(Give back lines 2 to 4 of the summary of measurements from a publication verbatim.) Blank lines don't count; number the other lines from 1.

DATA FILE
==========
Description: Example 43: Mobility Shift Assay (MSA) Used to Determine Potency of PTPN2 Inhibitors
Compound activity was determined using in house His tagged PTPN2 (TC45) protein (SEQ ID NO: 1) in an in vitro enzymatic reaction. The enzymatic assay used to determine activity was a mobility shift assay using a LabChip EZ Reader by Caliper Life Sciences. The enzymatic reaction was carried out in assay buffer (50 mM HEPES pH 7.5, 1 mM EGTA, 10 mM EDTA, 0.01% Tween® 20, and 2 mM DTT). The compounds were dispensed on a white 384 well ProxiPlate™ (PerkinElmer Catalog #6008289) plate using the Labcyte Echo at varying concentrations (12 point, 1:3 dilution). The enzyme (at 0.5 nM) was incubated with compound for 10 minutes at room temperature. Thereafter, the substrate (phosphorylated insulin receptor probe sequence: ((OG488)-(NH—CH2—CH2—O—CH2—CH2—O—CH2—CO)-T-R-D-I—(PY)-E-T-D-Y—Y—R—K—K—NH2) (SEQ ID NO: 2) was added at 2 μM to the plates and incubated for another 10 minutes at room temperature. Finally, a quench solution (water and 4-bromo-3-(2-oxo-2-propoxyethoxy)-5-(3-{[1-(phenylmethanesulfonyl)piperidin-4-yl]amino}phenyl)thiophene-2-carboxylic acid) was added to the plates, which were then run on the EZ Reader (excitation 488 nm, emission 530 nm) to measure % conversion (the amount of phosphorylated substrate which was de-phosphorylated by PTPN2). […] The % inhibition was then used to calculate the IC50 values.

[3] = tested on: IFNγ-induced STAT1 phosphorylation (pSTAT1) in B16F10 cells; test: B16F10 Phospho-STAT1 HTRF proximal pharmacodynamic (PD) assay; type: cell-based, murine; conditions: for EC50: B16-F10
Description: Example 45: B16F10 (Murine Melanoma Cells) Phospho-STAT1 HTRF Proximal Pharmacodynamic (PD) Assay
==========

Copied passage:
Compound activity was determined using in house His tagged PTPN2 (TC45) protein (SEQ ID NO: 1) in an in vitro enzymatic reaction. The enzymatic assay used to determine activity was a mobility shift assay using a LabChip EZ Reader by Caliper Life Sciences. The enzymatic reaction was carried out in assay buffer (50 mM HEPES pH 7.5, 1 mM EGTA, 10 mM EDTA, 0.01% Tween® 20, and 2 mM DTT). The compounds were dispensed on a white 384 well ProxiPlate™ (PerkinElmer Catalog #6008289) plate using the Labcyte Echo at varying concentrations (12 point, 1:3 dilution). The enzyme (at 0.5 nM) was incubated with compound for 10 minutes at room temperature. Thereafter, the substrate (phosphorylated insulin receptor probe sequence: ((OG488)-(NH—CH2—CH2—O—CH2—CH2—O—CH2—CO)-T-R-D-I—(PY)-E-T-D-Y—Y—R—K—K—NH2) (SEQ ID NO: 2) was added at 2 μM to the plates and incubated for another 10 minutes at room temperature. Finally, a quench solution (water and 4-bromo-3-(2-oxo-2-propoxyethoxy)-5-(3-{[1-(phenylmethanesulfonyl)piperidin-4-yl]amino}phenyl)thiophene-2-carboxylic acid) was added to the plates, which were then run on the EZ Reader (excitation 488 nm, emission 530 nm) to measure % conversion (the amount of phosphorylated substrate which was de-phosphorylated by PTPN2). […] The % inhibition was then used to calculate the IC50 values.

[3] = tested on: IFNγ-induced STAT1 phosphorylation (pSTAT1) in B16F10 cells; test: B16F10 Phospho-STAT1 HTRF proximal pharmacodynamic (PD) assay; type: cell-based, murine; conditions: for EC50: B16-F10
Description: Example 45: B16F10 (Murine Melanoma Cells) Phospho-STAT1 HTRF Proximal Pharmacodynamic (PD) Assay